Hi Peakbagger. Thanks, i'll check into it and see if they still have that option for viewing the past issues.

    Considering the cost of the replacement battery for the ups unit, i could pick up a decent deep cycle battery with more amp hrs. Still trying to make it work using the existing components of the ups; the inverter plus the ability to use ac power to recharge the battery if needed, makes it seem like it combines some nice options. Then again, can't push a rope so.......i'll post some updates of which direction i go and how it works.
  • ggunnggunn Solar Expert Posts: 1,973 ✭✭✭
    Re: Making it work?
    lalakai wrote: »
    Aahhh, religated to being a noob once again; story of my life. Tried searching for similar topics and no luck, so hopefully I can give folks a new situation to ponder.

    Just starting to put first solar system together; looking for a portable system that incorporates batteries, inverter, and direct feed from solar panels.
    What do you mean by "direct feed from solar panels"? With only a few exceptions, you don't want to power anything directly from solar modules. On an off grid system, modules feed a charge controller, charge controller feeds batteries, batteries power the load (DC or inverter).
  • lalakailalakai Registered Users Posts: 12 ✭✭
    Re: Making it work?
    ggunn wrote: »
    What do you mean by "direct feed from solar panels"? With only a few exceptions, you don't want to power anything directly from solar modules. On an off grid system, modules feed a charge controller, charge controller feeds batteries, batteries power the load (DC or inverter).

    I realize i'll need a charge controller between the battery and the panel but from what i thought, some charge controllers would allow you to run a direct line from the controller to another unit via an option such as the cigarette lighter adapter module, without having to go through the battery. Maybe this is an incorrect assumption on my part; part of the learning curve. The basic system I'm thinking of, is something that is portable, can be used to charge a battery or provide power directly from the charge controller.:confused:
  • BB.BB. Super Moderators, Administrators Posts: 29,702 admin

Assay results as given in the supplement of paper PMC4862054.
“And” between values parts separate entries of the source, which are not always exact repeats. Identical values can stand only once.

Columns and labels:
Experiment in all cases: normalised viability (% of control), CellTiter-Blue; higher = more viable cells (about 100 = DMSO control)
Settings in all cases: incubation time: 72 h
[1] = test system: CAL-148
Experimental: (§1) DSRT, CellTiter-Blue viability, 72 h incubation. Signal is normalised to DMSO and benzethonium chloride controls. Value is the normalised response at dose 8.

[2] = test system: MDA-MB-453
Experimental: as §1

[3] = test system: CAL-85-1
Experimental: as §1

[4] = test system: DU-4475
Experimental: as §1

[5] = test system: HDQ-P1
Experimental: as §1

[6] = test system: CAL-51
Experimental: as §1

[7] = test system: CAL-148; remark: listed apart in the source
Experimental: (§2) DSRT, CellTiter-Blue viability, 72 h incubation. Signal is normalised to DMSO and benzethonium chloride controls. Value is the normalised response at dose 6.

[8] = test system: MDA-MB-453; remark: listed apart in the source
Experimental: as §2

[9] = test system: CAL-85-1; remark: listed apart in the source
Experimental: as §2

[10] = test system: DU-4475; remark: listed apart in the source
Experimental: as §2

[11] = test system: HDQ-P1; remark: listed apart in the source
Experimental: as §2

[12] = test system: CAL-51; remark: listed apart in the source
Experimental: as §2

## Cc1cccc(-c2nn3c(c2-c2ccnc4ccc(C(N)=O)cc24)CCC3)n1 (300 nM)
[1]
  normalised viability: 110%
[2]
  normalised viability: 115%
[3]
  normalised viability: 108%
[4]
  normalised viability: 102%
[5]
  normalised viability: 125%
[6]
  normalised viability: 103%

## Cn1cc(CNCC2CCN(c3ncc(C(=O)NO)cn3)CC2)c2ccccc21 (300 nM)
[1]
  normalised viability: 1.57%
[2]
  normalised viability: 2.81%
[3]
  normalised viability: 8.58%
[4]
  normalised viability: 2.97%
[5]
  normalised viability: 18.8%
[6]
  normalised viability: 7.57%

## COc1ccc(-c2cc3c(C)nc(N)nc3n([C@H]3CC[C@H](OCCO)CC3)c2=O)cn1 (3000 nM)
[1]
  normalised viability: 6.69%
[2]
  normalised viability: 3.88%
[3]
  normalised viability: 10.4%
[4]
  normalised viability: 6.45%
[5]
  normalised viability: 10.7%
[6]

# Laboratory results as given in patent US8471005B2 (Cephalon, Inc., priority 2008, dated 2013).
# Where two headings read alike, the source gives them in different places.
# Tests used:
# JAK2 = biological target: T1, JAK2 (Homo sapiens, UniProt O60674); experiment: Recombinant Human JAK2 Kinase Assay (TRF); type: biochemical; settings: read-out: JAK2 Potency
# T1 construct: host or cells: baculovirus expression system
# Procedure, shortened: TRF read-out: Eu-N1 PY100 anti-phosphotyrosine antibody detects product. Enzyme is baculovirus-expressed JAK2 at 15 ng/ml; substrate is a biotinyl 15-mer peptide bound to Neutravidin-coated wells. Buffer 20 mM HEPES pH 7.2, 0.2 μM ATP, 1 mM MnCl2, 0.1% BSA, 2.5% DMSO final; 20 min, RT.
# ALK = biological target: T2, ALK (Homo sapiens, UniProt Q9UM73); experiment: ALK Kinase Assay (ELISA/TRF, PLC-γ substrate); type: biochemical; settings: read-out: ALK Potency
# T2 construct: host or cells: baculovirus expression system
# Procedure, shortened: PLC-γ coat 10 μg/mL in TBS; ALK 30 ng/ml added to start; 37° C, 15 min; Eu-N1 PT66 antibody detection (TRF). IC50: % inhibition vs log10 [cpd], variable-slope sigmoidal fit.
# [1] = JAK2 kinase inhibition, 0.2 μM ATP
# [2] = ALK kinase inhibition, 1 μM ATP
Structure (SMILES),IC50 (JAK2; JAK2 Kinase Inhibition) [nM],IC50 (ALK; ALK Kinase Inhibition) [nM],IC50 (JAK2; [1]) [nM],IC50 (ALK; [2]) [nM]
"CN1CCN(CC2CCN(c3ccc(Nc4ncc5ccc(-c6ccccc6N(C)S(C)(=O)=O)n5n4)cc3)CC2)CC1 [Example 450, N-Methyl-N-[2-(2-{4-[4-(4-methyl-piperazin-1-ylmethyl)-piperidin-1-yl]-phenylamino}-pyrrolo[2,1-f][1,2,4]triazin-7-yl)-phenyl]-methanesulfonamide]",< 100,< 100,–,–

Re: Making it work?

    The voltage between the array and the charge controller is, more or less, unregulated (between zero and 21 volts or so for a "12 volt" array). Most inverters would not "be happy" with that power.

    You place your inverter on the battery bank side, and the solar charge controller + battery bank will share the inverter/DC loads.

    If the batteries are charged, and the sun is up, the charge controller will be supplying the current to the DC loads (as long as the loads are less than the charge controller/array's available current). As the sun goes down (and/or loads go up), the battery bank will begin to supply current too.

    This is pretty much how the electrical system in your car operates. Just using solar panels instead of the alternator.

    -Bill
    Near San Francisco California: 3.5kWatt Grid Tied Solar power system+small backup genset
  • inetdoginetdog Solar Expert Posts: 3,123 ✭✭✭✭
    Re: Making it work?
    lalakai wrote: »
    I realize i'll need a charge controller between the battery and the panel but from what i thought, some charge controllers would allow you to run a direct line from the controller to another unit via an option such as the cigarette lighter adapter module, without having to go through the battery. Maybe this is an incorrect assumption on my part; part of the learning curve. The basic system I'm thinking of, is something that is portable, can be used to charge a battery or provide power directly from the charge controller.:confused:

    Some charge controllers (CC) do have Load terminals which are energized only when the panels are producing power, and possibly only when not all of the panel output can be sent into the batteries. Details vary with the CC.
    SMA SB 3000, old BP panels.
  • ggunnggunn Solar Expert Posts: 1,973 ✭✭✭
    Re: Making it work?
    lalakai wrote: »
    I realize i'll need a charge controller between the battery and the panel but from what i thought, some charge controllers would allow you to run a direct line from the controller to another unit via an option such as the cigarette lighter adapter module, without having to go through the battery. Maybe this is an incorrect assumption on my part; part of the learning curve. The basic system I'm thinking of, is something that is portable, can be used to charge a battery or provide power directly from the charge controller.:confused:
    You don't go "through" the battery in any case; the battery is in parallel with the charge controller output and the inverter input. You can tap that line (also in parallel) for DC loads.